Depression: Stress and emotional despair will cause your natural lubrication to stop flowing. You may attempt to ignore or suppress these feelings, with the hope that they’ll just go away. But ignoring emotional distress will only make your dyspareunia worse.
Osteoporosis: Are you taking medication for osteoporosis? Many medications used for this deficiency can cause your natural lubrication to decrease.
Urinary infection: An infection in the urinary tract frequently causes dyspareunia. You must get this infection treated first.
Rash: Any type of inflammation or skin disorder around the genital region can cause you pain. Eczema, for example, can create dyspareunia.
Hemorrhoids: A very common medical condition, hemorrhoids affect a lot of people. This inflammation can cause sexual pain.
Irritable bowel syndrome: Irritation in the bowels will cause you to feel pain in another part of your body as well.
Many chronic and acute conditions cause dyspareunia, so you can’t ignore any medical problems you may be having. Seek out treatment for other medical problems, but don’t be surprised if dyspareunia persists.
Unfortunately, dyspareunia isn’t always caused by a medical condition that you can treat. One of the most common forms of dyspareunia is created by menopause itself. Your vaginal moisture naturally lessens as your hormone levels change. Over-the-counter lubricants and vaginal estrogen cream are common treatments.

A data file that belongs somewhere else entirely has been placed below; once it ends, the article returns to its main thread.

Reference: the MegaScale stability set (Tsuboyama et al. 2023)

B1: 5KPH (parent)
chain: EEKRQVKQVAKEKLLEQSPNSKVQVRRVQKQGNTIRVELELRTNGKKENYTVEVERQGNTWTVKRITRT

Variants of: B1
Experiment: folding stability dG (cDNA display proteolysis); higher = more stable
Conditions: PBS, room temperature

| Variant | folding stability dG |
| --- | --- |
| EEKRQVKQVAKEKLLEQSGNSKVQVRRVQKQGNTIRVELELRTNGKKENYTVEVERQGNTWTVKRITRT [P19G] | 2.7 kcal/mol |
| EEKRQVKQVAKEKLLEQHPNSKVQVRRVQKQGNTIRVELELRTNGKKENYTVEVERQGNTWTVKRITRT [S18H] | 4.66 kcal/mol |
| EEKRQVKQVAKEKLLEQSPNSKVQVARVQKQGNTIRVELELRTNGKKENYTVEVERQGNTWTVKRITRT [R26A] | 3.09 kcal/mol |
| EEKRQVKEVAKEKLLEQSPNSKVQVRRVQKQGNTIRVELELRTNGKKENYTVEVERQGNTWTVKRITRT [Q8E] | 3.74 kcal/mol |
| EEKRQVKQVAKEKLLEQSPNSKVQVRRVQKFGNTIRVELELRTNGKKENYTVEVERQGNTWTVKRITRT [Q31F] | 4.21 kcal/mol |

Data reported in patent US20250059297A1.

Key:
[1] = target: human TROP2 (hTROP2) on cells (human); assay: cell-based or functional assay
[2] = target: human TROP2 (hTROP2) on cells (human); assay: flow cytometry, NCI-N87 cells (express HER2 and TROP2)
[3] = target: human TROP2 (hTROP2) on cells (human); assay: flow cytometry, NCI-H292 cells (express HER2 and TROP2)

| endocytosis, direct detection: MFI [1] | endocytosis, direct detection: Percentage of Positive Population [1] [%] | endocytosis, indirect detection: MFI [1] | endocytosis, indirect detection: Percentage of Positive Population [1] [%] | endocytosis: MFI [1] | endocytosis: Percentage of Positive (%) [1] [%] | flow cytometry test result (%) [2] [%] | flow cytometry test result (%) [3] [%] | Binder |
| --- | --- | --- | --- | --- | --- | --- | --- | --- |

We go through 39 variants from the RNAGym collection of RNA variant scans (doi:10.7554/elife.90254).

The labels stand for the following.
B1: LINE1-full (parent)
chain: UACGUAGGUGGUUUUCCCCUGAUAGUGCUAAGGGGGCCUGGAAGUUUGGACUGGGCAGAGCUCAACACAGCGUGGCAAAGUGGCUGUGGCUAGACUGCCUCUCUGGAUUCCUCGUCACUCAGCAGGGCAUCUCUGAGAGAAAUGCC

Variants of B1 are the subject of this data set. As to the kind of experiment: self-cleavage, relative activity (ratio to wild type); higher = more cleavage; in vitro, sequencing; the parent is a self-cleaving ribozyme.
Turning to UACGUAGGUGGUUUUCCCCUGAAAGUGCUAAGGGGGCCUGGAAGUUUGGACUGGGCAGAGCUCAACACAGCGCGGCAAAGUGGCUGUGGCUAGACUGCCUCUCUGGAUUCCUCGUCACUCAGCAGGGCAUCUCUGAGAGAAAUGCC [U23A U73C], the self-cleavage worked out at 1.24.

After you solve any medical conditions that may be causing the problem, start treating dyspareunia itself.
The American Cancer Society estimates that in 2014 about 21,980 women will receive a new diagnosis of ovarian cancer and approximately 14,270 women will die from ovarian cancer.
Although early cancers of the ovaries generally cause no symptoms, they list the most common signs and symptoms as:
Pelvic or abdominal pain
Trouble eating or feeling full quickly
Urinary symptoms such as urgency (always feeling like you have to go) or frequency (having to go often)
Remember, be your own advocate for your health and pay attention to your body. You need to know what’s normal for you. If you are concerned, contact your medical professional.
To learn more about this disease and the possible treatment options, I reached out to Dr. Laura Shawver, an ovarian cancer survivor (and ironically a cancer researcher) and the founder of The Clearity Foundation. According to Shawver, the treatment has remained virtually the same for many years and all women are treated alike in spite of what has become known about the molecular make up of cancers. The Clearity Foundation is working hard to change this. The foundation notes that, like all cancers, ovarian cancer is not a single disease, but a category of many diseases. What these diseases have in common is that they start in the ovaries or in the finger-like opening of the fallopian tube. But just as each woman who develops ovarian cancer is a unique individual; her cancer is unique as well. The foundation’s goal is to help women with recurrent ovarian cancer live longer, healthier lives by enabling a more individualized approach to therapy selection.